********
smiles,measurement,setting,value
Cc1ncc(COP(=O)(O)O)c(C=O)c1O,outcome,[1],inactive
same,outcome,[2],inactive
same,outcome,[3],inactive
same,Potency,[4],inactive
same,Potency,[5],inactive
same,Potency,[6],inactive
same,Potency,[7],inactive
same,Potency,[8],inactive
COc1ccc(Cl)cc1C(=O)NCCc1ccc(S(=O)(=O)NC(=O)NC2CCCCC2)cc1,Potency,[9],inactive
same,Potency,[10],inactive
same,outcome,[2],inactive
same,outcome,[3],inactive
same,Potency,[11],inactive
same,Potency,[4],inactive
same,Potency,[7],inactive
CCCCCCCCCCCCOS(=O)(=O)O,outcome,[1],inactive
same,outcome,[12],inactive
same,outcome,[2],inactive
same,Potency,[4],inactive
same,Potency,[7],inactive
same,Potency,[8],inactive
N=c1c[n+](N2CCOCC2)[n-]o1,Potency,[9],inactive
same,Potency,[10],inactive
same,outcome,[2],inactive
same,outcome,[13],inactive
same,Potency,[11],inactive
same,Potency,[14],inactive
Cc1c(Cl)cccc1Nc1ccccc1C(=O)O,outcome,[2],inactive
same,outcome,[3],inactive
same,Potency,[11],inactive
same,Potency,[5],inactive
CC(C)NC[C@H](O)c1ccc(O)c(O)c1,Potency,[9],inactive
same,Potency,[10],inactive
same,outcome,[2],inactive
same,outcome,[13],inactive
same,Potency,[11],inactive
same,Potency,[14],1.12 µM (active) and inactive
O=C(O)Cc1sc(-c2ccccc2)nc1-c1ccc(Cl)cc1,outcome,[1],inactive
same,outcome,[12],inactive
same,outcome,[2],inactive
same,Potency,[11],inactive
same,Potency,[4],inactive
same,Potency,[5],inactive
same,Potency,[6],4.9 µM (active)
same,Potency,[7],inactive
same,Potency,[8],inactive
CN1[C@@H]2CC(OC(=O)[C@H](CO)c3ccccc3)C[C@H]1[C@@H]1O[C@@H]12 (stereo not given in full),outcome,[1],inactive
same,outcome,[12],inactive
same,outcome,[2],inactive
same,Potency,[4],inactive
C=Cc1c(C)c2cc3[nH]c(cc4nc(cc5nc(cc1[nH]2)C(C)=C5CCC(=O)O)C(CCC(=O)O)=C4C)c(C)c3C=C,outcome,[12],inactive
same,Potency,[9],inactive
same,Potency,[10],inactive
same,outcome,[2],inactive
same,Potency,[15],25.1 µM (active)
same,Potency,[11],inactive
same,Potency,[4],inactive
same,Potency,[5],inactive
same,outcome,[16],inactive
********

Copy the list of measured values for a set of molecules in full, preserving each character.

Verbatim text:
smiles,measurement,setting,value
Cc1ncc(COP(=O)(O)O)c(C=O)c1O,outcome,[1],inactive
same,outcome,[2],inactive
same,outcome,[3],inactive
same,Potency,[4],inactive
same,Potency,[5],inactive
same,Potency,[6],inactive
same,Potency,[7],inactive
same,Potency,[8],inactive
COc1ccc(Cl)cc1C(=O)NCCc1ccc(S(=O)(=O)NC(=O)NC2CCCCC2)cc1,Potency,[9],inactive
same,Potency,[10],inactive
same,outcome,[2],inactive
same,outcome,[3],inactive
same,Potency,[11],inactive
same,Potency,[4],inactive
same,Potency,[7],inactive
CCCCCCCCCCCCOS(=O)(=O)O,outcome,[1],inactive
same,outcome,[12],inactive
same,outcome,[2],inactive
same,Potency,[4],inactive
same,Potency,[7],inactive
same,Potency,[8],inactive
N=c1c[n+](N2CCOCC2)[n-]o1,Potency,[9],inactive
same,Potency,[10],inactive
same,outcome,[2],inactive
same,outcome,[13],inactive
same,Potency,[11],inactive
same,Potency,[14],inactive
Cc1c(Cl)cccc1Nc1ccccc1C(=O)O,outcome,[2],inactive
same,outcome,[3],inactive
same,Potency,[11],inactive
same,Potency,[5],inactive
CC(C)NC[C@H](O)c1ccc(O)c(O)c1,Potency,[9],inactive
same,Potency,[10],inactive
same,outcome,[2],inactive
same,outcome,[13],inactive
same,Potency,[11],inactive
same,Potency,[14],1.12 µM (active) and inactive
O=C(O)Cc1sc(-c2ccccc2)nc1-c1ccc(Cl)cc1,outcome,[1],inactive
same,outcome,[12],inactive
same,outcome,[2],inactive
same,Potency,[11],inactive
same,Potency,[4],inactive
same,Potency,[5],inactive
same,Potency,[6],4.9 µM (active)
same,Potency,[7],inactive
same,Potency,[8],inactive
CN1[C@@H]2CC(OC(=O)[C@H](CO)c3ccccc3)C[C@H]1[C@@H]1O[C@@H]12 (stereo not given in full),outcome,[1],inactive
same,outcome,[12],inactive
same,outcome,[2],inactive
same,Potency,[4],inactive
C=Cc1c(C)c2cc3[nH]c(cc4nc(cc5nc(cc1[nH]2)C(C)=C5CCC(=O)O)C(CCC(=O)O)=C4C)c(C)c3C=C,outcome,[12],inactive
same,Potency,[9],inactive
same,Potency,[10],inactive
same,outcome,[2],inactive
same,Potency,[15],25.1 µM (active)
same,Potency,[11],inactive
same,Potency,[4],inactive
same,Potency,[5],inactive
same,outcome,[16],inactive